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12 Jun 2013

Restaurant News Bites: The Purple Room Closes; Total Wine Opens; and Much More!

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There's lots of liquor at Total Wine. There's lots of liquor at Total Wine.

The Legendary Purple Room Closes

Sad news for fans of the swanky, old-school Palm Springs vibe: The Legendary Purple Room, located inside of the Club Trinidad time share at 1900 E. Palm Canyon Drive, has closed.

When we called the Club Trinidad to learn more, a woman identifying herself only as Jackie confirmed the closure, and said it was unclear when the Purple Room would reopen. When we asked if that meant that the venue would reopen at some point, she said she didn’t know, and that we needed to talk to Club Trinidad manager/CEO Arthur Brigman—who is on vacation this week.

We’ll check in with Brigman when he’s back, and pass along what we learn.

I was fortunate enough to enjoy a cocktail or two at the Purple Room several times before it closed (although I never saw any live music there), and it breaks my heart that it’s gone. It was a unique, quirky and decidedly old-school club—a club that stunningly few people seemed to know about. My fingers are crossed that it will, in fact, reopen at some point—hopefully with a little more promotion and advertising heft behind it.

Total Wine Opening in Palm Desert

While the alcohol gods take away, they also giveth: The valley’s first Total Wine will open tomorrow (Thursday, June 13), with a grand-opening shindig from 6 to 8 p.m., featuring free tastings and live music.

The chain store, at 72339 Highway 111 in Palm Desert, boasts that it offers more than 8,000 wines, 2,500 beers and 3,000 spirits.

While the valley is already home to another big-box booze behemoth—there’s a BevMo location in La Quinta—this store will make it easier for local liquor aficionados to acquire those hard-to-find spirits.

Find more info at www.totalwine.com.

POM Changes Up Its Menu

The folks at POM, one of Fantasy Springs Resort Casino’s signature restaurants, have changed up the menu for the toasty summer months.

Lunch menu highlights include a Moroccan chicken salad (with Moroccan-spiced chicken, mesculin greens, roasted beets, goat cheese, dates, almonds and cranberries, all topped with a citrus-mustard dressing). The new dinner menu includes wild mushroom ravioli, osso bucco and pork empanadas (with yummy Manchego cheese included in the filling).

Get the full lowdown at www.fantasyspringsresort.com, or call 760-345-2450. Fantasy Springs is located at 84245 Indio Springs Parkway in Indio.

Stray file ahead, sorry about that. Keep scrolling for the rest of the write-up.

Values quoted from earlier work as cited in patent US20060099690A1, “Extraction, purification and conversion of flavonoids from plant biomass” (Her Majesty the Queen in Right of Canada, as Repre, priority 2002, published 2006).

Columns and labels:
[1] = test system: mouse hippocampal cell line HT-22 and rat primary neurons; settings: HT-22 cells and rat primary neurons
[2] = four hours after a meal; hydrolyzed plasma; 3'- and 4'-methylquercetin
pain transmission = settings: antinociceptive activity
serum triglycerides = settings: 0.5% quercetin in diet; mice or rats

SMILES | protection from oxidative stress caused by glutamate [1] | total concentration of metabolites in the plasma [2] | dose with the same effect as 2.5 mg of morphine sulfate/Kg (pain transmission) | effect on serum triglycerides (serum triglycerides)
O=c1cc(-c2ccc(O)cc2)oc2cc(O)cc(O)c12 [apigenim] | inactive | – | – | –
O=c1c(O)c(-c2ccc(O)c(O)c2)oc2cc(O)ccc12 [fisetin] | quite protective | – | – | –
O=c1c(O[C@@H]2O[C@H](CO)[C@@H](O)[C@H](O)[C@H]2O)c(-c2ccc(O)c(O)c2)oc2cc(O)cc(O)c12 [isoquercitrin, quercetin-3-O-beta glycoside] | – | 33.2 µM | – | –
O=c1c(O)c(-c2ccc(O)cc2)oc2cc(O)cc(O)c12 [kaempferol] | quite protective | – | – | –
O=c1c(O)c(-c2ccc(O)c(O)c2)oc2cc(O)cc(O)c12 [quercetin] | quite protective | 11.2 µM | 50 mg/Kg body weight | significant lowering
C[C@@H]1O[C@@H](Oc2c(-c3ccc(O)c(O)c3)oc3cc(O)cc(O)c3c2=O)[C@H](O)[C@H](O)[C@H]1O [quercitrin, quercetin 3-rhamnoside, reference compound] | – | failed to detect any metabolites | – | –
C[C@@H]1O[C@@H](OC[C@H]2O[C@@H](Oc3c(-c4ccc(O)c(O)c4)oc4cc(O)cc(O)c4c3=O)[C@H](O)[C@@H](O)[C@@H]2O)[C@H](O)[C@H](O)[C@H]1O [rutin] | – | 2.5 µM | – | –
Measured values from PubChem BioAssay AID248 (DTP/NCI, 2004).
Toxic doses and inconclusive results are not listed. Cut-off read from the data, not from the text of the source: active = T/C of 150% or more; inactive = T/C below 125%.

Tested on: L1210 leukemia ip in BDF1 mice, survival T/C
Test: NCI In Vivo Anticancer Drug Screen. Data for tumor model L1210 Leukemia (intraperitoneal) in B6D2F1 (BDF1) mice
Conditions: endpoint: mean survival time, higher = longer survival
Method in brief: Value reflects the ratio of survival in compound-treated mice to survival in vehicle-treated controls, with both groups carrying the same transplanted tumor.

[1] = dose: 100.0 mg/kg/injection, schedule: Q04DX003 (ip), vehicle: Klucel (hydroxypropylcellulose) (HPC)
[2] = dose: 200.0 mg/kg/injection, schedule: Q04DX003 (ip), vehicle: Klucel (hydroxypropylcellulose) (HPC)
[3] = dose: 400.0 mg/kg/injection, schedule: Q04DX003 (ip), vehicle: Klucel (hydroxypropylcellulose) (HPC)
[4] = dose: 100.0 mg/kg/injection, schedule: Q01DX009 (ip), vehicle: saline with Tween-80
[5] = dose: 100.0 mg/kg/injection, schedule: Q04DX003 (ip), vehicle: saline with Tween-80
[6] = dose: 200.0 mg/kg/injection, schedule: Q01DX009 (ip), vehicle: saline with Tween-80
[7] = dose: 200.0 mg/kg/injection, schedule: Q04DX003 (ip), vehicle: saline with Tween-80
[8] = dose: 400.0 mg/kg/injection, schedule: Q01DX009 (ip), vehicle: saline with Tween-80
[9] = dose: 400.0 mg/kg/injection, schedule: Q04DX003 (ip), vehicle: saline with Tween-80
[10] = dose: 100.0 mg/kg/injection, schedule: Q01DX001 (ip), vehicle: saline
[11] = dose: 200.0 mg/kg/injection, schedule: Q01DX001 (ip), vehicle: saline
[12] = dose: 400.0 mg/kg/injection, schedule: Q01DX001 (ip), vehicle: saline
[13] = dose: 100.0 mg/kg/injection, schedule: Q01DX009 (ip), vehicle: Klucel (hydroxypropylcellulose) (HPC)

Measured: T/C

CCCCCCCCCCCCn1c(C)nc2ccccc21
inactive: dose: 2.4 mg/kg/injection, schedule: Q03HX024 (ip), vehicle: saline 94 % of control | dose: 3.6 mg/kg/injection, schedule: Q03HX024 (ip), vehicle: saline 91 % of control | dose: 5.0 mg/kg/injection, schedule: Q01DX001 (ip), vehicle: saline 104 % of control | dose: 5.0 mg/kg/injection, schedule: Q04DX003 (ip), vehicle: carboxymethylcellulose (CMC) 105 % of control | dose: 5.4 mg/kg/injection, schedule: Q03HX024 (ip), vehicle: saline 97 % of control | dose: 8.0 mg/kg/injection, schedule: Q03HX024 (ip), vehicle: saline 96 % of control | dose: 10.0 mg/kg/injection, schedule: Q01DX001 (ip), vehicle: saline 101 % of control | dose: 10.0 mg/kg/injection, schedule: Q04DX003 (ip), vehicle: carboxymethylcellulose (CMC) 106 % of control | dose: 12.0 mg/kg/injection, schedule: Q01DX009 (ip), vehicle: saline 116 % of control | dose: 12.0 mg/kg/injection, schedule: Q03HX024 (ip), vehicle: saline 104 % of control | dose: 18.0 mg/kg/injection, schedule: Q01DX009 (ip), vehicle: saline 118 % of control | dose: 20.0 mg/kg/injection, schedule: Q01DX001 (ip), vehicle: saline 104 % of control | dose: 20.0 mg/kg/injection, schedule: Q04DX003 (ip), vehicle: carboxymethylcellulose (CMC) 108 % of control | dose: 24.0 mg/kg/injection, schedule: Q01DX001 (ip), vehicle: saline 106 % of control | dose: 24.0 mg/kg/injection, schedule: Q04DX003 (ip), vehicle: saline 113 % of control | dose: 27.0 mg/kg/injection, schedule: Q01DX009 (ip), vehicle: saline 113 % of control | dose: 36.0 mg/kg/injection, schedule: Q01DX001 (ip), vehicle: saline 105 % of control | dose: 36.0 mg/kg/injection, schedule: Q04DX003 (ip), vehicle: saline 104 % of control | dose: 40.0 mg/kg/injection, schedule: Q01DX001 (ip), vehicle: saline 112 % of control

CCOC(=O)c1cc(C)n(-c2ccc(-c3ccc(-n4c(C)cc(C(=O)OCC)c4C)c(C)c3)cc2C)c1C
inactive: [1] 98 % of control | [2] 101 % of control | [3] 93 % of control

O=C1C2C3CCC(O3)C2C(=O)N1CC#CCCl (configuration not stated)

Restaurant Week Enters Its Final Days

The 17-day dining bonanza that is Palm Springs Desert Resorts Restaurant Week will come to a close this Sunday, June 16.

I have been fortunate enough to enjoy the three-course prix-fixe menus, for either $26 or $38, at a decent-sized handful of the participating restaurants, and for the most part, I’ve enjoyed the heck out of myself. It’s especially fantastic when a restaurant really embraces the concept and offers their customers, both old and new, a great deal and/or something special. The best example of this I have seen has been at Trio (707 N. Palm Canyon Drive, Palm Springs), where the good people there even revamped their main menu to feature, first and foremost, their Restaurant Week offerings.

However, not all of the participants are embracing the week so fully. At least one restaurant we visited didn’t give us their Restaurant Week menu. (Thank goodness we did our research in advance.) And at yet another couple of restaurants, they’re offering smaller portions of regular menu items—without warning customers that the portions are, in fact, smaller.

I completely understand why restaurant managers may want to offer smaller portions of certain items (for example, soup) for the lower prices featured during Restaurant Week. But if they do so, they should say they’re doing so: Call the smaller portion “petite,” or say it’s a “small bowl” of whatever it is. But offering smaller portions of regular menu items without saying they’re doing so just hurts the restaurant’s image: Newcomers assume the portions are always that small, and in-the-know regulars are disappointed when the smaller portions arrive at the table.

But enough complaining. Nitpicks aside, Restaurant Week is a great event for foodies of all stripes; get out and enjoy it while you can. Find full details at www.palmspringsrestaurantweek.com.

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